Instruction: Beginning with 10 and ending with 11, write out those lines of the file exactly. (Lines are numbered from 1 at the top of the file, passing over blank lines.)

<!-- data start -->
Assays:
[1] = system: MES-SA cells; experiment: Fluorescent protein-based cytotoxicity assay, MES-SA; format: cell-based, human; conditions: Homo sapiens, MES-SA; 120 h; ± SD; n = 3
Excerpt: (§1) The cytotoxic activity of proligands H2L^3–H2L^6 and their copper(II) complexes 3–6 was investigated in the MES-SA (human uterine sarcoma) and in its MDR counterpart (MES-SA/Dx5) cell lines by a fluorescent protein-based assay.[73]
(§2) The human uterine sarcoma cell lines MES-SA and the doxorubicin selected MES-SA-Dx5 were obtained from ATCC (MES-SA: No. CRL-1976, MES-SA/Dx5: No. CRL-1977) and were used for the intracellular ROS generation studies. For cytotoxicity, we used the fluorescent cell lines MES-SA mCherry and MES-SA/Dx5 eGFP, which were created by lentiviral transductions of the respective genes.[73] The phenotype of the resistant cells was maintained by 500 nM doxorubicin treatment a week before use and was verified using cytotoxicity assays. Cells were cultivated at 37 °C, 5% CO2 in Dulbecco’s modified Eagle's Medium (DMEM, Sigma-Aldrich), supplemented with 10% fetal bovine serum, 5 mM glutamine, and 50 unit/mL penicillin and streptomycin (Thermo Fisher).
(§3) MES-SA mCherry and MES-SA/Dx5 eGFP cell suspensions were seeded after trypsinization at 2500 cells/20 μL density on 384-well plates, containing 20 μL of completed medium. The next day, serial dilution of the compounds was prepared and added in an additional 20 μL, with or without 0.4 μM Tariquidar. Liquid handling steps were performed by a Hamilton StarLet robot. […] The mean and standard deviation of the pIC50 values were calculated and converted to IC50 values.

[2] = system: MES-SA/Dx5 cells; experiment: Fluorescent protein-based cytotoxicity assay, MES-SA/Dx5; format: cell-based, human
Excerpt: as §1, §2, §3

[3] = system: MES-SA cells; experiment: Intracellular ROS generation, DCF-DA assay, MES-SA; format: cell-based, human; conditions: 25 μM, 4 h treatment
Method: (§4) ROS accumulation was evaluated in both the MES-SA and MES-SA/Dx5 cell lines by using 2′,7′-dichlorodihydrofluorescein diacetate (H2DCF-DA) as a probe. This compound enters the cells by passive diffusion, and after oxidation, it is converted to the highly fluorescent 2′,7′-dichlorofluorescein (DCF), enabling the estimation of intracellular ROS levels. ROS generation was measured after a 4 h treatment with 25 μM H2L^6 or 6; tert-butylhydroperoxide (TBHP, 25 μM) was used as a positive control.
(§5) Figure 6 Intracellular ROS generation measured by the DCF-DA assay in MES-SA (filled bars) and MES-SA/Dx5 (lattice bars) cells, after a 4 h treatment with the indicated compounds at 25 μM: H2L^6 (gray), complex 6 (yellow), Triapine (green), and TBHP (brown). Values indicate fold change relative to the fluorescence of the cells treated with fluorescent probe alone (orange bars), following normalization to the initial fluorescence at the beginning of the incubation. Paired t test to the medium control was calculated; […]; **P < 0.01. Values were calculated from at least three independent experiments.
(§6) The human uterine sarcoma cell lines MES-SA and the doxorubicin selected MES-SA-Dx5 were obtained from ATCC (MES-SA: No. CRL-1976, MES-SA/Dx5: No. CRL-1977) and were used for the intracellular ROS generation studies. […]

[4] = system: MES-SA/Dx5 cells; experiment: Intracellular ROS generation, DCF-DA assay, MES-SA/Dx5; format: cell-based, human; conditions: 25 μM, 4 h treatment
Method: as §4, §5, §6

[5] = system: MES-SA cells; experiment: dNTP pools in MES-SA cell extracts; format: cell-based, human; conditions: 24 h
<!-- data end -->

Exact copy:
(§5) Figure 6 Intracellular ROS generation measured by the DCF-DA assay in MES-SA (filled bars) and MES-SA/Dx5 (lattice bars) cells, after a 4 h treatment with the indicated compounds at 25 μM: H2L^6 (gray), complex 6 (yellow), Triapine (green), and TBHP (brown). Values indicate fold change relative to the fluorescence of the cells treated with fluorescent probe alone (orange bars), following normalization to the initial fluorescence at the beginning of the incubation. Paired t test to the medium control was calculated; […]; **P < 0.01. Values were calculated from at least three independent experiments.
(§6) The human uterine sarcoma cell lines MES-SA and the doxorubicin selected MES-SA-Dx5 were obtained from ATCC (MES-SA: No. CRL-1976, MES-SA/Dx5: No. CRL-1977) and were used for the intracellular ROS generation studies. […]